A 3-D model of a volcanic explosion, based on the 1980 eruption of Mount St. Helens in Washington state, may enhance our understanding of how some volcanic explosions occur and help identify of blast zones for potentially dangerous locations, according to an international team of volcanologists.
"We took on the modeling of enormously complicated pyroclastic density currents, notably the classic, notorious May 1980 lateral blast that destroyed 500 square kilometers of forested terrain at Mount St. Helens," said Barry Voight, professor emeritus of geology and geological engineering, Penn State.
Mount St. Helens erupted catastrophically on May 18, 1980, creating a low-angle lateral blast with an astonishing energy and particle content. The blast lasted less than five minutes, but caused severe damage over 230 square miles, killing 57 people and destroying 250 homes and 47 bridges. The damage was not caused by lava flows, but by a fast moving current of superheated gas that carried with it a heavy load of debris.
"Volcanic lateral blasts are among the most spectacular and devastating of natural phenomena, but their dynamics are still poorly understood," the researchers reported in the current issue of the journal Geology.
The researchers created the 3-D model using the parameters of the Mount St. Helens blast including equations to determine mass, momentum and the heat energy of the gas, along with the size, density, specific heat and thermal conductivity of the solid particles.
"We integrated a wide range of geophysical and geochemical data to develop rigorous initial and boundary conditions for hydrodynamics calculations that reproduced, to an amazing degree, the observed dynamics of the blast envelope," said Voight.
The 3-D model reproduced the Mount St. Helens blast, closely matching the complicated boundaries of the region of devastation and observed results on the ground. In the model, the areas of ground where pressures imply that trees would be blown down fit the actual locations of destroyed forests.
"The calculations provided much insight into internal dynamics of the blast explosion cloud that could not be observed directly," said Voight.
According to the researchers, the most important factors controlling where the blast travels and causes damage are a combination of gravity and the shape of the terrain. Pyroclastic blasts are blocked by mountains and channeled down river ravines and canyons.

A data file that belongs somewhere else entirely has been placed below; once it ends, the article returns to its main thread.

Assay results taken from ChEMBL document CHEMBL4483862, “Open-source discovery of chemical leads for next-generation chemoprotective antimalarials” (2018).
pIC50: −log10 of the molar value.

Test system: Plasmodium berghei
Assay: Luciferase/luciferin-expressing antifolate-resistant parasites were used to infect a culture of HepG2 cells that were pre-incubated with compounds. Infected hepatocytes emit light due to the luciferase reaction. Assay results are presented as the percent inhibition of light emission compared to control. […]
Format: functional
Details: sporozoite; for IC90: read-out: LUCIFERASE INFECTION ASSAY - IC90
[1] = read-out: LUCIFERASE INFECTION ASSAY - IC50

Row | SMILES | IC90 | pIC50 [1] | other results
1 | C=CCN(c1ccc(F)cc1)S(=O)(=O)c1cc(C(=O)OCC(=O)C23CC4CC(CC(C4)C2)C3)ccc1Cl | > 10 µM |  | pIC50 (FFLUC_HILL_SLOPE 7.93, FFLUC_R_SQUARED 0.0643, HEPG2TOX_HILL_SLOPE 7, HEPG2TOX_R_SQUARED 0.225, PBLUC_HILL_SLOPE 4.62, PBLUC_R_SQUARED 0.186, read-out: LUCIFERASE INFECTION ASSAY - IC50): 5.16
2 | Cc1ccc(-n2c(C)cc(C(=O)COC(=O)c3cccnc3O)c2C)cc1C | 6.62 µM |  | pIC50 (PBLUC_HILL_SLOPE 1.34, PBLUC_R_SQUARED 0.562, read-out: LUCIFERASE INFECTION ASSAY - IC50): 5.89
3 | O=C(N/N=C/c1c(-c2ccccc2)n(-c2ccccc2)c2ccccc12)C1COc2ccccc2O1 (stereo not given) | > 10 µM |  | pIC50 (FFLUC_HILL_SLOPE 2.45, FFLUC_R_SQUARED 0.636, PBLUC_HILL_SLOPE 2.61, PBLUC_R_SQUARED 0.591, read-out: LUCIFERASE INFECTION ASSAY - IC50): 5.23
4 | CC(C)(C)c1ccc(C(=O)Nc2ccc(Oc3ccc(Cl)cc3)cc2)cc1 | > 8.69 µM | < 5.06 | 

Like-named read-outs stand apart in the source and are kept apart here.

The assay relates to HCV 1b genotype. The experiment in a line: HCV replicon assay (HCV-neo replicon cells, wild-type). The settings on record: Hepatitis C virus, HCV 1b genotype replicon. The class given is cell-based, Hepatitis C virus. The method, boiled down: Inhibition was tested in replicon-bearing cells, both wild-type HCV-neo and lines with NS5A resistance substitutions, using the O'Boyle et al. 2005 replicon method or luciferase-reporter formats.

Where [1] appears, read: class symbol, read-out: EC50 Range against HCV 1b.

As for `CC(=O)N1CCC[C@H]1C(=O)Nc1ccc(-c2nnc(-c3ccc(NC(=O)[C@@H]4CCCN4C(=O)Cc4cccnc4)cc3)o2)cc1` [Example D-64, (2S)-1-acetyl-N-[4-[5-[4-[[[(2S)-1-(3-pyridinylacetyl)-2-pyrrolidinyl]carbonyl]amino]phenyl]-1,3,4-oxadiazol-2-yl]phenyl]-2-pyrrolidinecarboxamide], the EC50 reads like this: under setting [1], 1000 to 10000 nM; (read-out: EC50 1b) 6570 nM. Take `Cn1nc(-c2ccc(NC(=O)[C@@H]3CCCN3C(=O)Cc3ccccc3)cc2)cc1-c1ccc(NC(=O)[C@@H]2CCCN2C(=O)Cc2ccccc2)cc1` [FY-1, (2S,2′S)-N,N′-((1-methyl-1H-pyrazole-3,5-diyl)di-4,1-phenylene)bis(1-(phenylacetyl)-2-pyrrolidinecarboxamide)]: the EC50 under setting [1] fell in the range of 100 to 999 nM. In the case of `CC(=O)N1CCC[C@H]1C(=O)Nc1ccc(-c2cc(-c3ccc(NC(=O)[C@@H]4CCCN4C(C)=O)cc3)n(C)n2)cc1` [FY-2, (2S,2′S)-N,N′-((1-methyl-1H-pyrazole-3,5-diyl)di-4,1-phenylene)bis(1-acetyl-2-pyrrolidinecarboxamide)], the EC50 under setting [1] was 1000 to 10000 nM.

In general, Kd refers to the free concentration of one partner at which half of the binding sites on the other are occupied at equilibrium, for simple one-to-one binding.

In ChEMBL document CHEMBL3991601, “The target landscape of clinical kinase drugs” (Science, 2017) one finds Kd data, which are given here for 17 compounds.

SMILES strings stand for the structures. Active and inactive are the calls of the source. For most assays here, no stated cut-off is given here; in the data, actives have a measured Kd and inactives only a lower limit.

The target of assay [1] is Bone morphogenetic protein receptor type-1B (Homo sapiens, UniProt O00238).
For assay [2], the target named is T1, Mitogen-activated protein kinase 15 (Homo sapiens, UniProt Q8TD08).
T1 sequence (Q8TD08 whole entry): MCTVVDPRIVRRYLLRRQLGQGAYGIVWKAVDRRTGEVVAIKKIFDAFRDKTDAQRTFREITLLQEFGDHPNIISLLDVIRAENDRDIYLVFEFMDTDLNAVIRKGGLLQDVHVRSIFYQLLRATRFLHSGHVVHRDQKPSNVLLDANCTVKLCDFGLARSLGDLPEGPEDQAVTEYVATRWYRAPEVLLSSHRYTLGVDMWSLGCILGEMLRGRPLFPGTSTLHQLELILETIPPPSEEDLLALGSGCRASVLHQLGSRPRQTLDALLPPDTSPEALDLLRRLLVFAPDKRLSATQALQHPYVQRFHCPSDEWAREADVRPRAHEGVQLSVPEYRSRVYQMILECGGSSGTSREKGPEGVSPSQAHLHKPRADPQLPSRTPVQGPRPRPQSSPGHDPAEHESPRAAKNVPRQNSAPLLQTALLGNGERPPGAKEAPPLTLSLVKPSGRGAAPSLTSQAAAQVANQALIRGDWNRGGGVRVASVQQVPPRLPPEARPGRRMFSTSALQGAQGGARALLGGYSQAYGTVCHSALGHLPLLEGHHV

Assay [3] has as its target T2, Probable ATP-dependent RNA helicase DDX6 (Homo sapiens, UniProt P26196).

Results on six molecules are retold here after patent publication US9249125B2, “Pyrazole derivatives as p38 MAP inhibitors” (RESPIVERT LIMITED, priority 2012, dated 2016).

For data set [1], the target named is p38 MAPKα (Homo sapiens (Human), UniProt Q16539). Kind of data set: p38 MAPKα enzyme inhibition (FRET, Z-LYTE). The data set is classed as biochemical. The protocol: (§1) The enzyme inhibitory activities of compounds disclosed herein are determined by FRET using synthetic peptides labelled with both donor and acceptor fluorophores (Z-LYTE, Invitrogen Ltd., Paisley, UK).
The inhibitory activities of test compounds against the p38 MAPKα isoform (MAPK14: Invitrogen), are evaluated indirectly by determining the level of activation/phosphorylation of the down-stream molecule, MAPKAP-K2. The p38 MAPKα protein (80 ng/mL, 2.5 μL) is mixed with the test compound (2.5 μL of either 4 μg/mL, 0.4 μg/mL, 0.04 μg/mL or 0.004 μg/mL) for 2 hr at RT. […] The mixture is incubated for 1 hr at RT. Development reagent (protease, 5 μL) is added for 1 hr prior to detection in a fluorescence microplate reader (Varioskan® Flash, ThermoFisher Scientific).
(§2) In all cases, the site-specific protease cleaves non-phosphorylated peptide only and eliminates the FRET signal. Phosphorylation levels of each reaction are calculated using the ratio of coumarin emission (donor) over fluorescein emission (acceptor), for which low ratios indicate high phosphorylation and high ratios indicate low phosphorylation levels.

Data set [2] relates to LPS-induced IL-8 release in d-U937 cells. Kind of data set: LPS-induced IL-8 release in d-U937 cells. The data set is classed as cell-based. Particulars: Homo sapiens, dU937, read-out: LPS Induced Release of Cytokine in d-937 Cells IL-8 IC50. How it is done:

Previous models of the Mount St. Helens blast considered it to be dominated by a supersonic expanding jet of gas that originated at the volcanic vent. However, the research team suggests that apart from an initial burst that impacted a region less than 3.6 miles from the vent, the blast current was gravity driven.
The researchers found that as the distance from the vent increased, the blast current weakened because of the energy lost while trying to go over obstacles. They also show spreading in all directions caused a slowing of the flow and that particle sedimentation removed energy from the flow.
"Our present results demonstrate that, where detailed geological constraints are available and thanks to the availability of modern supercomputers, 3-D transient and multiphase flow models can fairly accurately reproduce the main large-scale features of blast scenarios," said Voight.
The researchers note that "such an improvement in our modeling capability will make it possible to more effectively map potential blast flows at blast-dangerous volcanoes worldwide."
Other researchers on the team are Tomaso Esposti Ongaro and Augusto Neri, Istituto Nazionale di Geofisica e Vulcanologia, Pisa, Italy; C. Widiwidjayanti, formerly at Penn State but now at Nanyang Technological University, Singapore; and Amanda B. Clarke, Arizona State University.
The National Science Foundation and the European Commission supported this research. Researchers at the U.S. Voight began work at Mount St. Helens in 1980 as a researcher at the Geological Survey Cascade Volcano Observatory.